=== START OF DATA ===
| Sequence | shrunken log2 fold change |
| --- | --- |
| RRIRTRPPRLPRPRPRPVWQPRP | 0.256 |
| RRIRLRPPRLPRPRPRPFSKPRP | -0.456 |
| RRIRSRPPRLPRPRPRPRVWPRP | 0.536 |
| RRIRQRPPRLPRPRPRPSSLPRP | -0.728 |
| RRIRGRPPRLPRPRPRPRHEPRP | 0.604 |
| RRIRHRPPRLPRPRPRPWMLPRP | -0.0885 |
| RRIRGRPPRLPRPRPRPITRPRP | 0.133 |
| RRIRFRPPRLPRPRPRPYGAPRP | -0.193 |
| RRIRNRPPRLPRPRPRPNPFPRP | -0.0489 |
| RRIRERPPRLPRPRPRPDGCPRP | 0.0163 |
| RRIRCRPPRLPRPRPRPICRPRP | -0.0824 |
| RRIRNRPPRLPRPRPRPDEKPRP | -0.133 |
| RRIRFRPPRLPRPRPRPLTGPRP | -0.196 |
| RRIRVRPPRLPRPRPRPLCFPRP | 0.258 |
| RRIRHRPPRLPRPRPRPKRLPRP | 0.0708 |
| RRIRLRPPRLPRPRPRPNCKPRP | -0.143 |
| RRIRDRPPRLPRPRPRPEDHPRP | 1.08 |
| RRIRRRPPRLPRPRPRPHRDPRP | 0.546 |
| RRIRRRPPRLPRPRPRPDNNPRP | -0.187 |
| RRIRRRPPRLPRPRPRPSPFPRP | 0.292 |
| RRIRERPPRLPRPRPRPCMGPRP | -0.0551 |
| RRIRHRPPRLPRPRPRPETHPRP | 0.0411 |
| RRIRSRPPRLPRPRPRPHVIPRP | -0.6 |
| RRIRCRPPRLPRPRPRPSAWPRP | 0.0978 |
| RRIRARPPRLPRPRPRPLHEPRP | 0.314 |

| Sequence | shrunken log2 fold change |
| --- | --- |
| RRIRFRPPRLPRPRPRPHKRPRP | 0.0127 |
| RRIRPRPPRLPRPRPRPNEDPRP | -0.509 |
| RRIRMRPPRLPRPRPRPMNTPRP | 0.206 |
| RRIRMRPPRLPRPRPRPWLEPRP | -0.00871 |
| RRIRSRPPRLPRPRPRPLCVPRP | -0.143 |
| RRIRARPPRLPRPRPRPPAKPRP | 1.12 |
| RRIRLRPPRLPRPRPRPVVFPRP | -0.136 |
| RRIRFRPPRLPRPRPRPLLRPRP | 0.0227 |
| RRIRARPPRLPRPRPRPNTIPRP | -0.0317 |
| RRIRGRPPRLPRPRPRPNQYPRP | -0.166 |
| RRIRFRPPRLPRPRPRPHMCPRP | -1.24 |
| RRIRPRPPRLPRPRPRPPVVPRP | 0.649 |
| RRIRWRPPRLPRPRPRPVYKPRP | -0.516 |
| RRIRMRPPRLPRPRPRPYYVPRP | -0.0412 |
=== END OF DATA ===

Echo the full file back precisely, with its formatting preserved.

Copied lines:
| Sequence | shrunken log2 fold change |
| --- | --- |
| RRIRTRPPRLPRPRPRPVWQPRP | 0.256 |
| RRIRLRPPRLPRPRPRPFSKPRP | -0.456 |
| RRIRSRPPRLPRPRPRPRVWPRP | 0.536 |
| RRIRQRPPRLPRPRPRPSSLPRP | -0.728 |
| RRIRGRPPRLPRPRPRPRHEPRP | 0.604 |
| RRIRHRPPRLPRPRPRPWMLPRP | -0.0885 |
| RRIRGRPPRLPRPRPRPITRPRP | 0.133 |
| RRIRFRPPRLPRPRPRPYGAPRP | -0.193 |
| RRIRNRPPRLPRPRPRPNPFPRP | -0.0489 |
| RRIRERPPRLPRPRPRPDGCPRP | 0.0163 |
| RRIRCRPPRLPRPRPRPICRPRP | -0.0824 |
| RRIRNRPPRLPRPRPRPDEKPRP | -0.133 |
| RRIRFRPPRLPRPRPRPLTGPRP | -0.196 |
| RRIRVRPPRLPRPRPRPLCFPRP | 0.258 |
| RRIRHRPPRLPRPRPRPKRLPRP | 0.0708 |
| RRIRLRPPRLPRPRPRPNCKPRP | -0.143 |
| RRIRDRPPRLPRPRPRPEDHPRP | 1.08 |
| RRIRRRPPRLPRPRPRPHRDPRP | 0.546 |
| RRIRRRPPRLPRPRPRPDNNPRP | -0.187 |
| RRIRRRPPRLPRPRPRPSPFPRP | 0.292 |
| RRIRERPPRLPRPRPRPCMGPRP | -0.0551 |
| RRIRHRPPRLPRPRPRPETHPRP | 0.0411 |
| RRIRSRPPRLPRPRPRPHVIPRP | -0.6 |
| RRIRCRPPRLPRPRPRPSAWPRP | 0.0978 |
| RRIRARPPRLPRPRPRPLHEPRP | 0.314 |

| Sequence | shrunken log2 fold change |
| --- | --- |
| RRIRFRPPRLPRPRPRPHKRPRP | 0.0127 |
| RRIRPRPPRLPRPRPRPNEDPRP | -0.509 |
| RRIRMRPPRLPRPRPRPMNTPRP | 0.206 |
| RRIRMRPPRLPRPRPRPWLEPRP | -0.00871 |
| RRIRSRPPRLPRPRPRPLCVPRP | -0.143 |
| RRIRARPPRLPRPRPRPPAKPRP | 1.12 |
| RRIRLRPPRLPRPRPRPVVFPRP | -0.136 |
| RRIRFRPPRLPRPRPRPLLRPRP | 0.0227 |
| RRIRARPPRLPRPRPRPNTIPRP | -0.0317 |
| RRIRGRPPRLPRPRPRPNQYPRP | -0.166 |
| RRIRFRPPRLPRPRPRPHMCPRP | -1.24 |
| RRIRPRPPRLPRPRPRPPVVPRP | 0.649 |
| RRIRWRPPRLPRPRPRPVYKPRP | -0.516 |
| RRIRMRPPRLPRPRPRPYYVPRP | -0.0412 |